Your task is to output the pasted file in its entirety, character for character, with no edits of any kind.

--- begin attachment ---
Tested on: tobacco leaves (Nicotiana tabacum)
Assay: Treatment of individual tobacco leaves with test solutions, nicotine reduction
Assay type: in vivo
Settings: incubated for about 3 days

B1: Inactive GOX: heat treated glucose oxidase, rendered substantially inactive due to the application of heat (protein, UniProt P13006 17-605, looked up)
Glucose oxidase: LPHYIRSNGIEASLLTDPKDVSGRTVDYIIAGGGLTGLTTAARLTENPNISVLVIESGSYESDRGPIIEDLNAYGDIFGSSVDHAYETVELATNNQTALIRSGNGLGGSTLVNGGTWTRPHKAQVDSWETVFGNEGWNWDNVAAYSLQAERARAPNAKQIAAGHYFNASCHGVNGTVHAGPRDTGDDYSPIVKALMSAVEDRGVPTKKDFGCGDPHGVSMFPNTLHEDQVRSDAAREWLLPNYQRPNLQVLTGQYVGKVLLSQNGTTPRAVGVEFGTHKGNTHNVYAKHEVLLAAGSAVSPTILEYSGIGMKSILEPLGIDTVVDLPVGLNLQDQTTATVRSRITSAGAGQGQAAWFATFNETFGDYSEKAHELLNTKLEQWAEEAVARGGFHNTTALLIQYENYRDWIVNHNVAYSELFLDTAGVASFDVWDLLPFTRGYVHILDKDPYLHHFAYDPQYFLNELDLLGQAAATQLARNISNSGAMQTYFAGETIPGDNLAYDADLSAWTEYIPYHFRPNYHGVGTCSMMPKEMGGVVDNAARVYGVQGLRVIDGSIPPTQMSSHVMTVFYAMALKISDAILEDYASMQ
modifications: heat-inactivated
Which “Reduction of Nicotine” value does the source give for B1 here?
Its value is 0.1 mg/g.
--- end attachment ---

Tested on: tobacco leaves (Nicotiana tabacum)
Assay: Treatment of individual tobacco leaves with test solutions, nicotine reduction
Assay type: in vivo
Settings: incubated for about 3 days

B1: Inactive GOX: heat treated glucose oxidase, rendered substantially inactive due to the application of heat (protein, UniProt P13006 17-605, looked up)
Glucose oxidase: LPHYIRSNGIEASLLTDPKDVSGRTVDYIIAGGGLTGLTTAARLTENPNISVLVIESGSYESDRGPIIEDLNAYGDIFGSSVDHAYETVELATNNQTALIRSGNGLGGSTLVNGGTWTRPHKAQVDSWETVFGNEGWNWDNVAAYSLQAERARAPNAKQIAAGHYFNASCHGVNGTVHAGPRDTGDDYSPIVKALMSAVEDRGVPTKKDFGCGDPHGVSMFPNTLHEDQVRSDAAREWLLPNYQRPNLQVLTGQYVGKVLLSQNGTTPRAVGVEFGTHKGNTHNVYAKHEVLLAAGSAVSPTILEYSGIGMKSILEPLGIDTVVDLPVGLNLQDQTTATVRSRITSAGAGQGQAAWFATFNETFGDYSEKAHELLNTKLEQWAEEAVARGGFHNTTALLIQYENYRDWIVNHNVAYSELFLDTAGVASFDVWDLLPFTRGYVHILDKDPYLHHFAYDPQYFLNELDLLGQAAATQLARNISNSGAMQTYFAGETIPGDNLAYDADLSAWTEYIPYHFRPNYHGVGTCSMMPKEMGGVVDNAARVYGVQGLRVIDGSIPPTQMSSHVMTVFYAMALKISDAILEDYASMQ
modifications: heat-inactivated
Which “Reduction of Nicotine” value does the source give for B1 here?
Its value is 0.1 mg/g.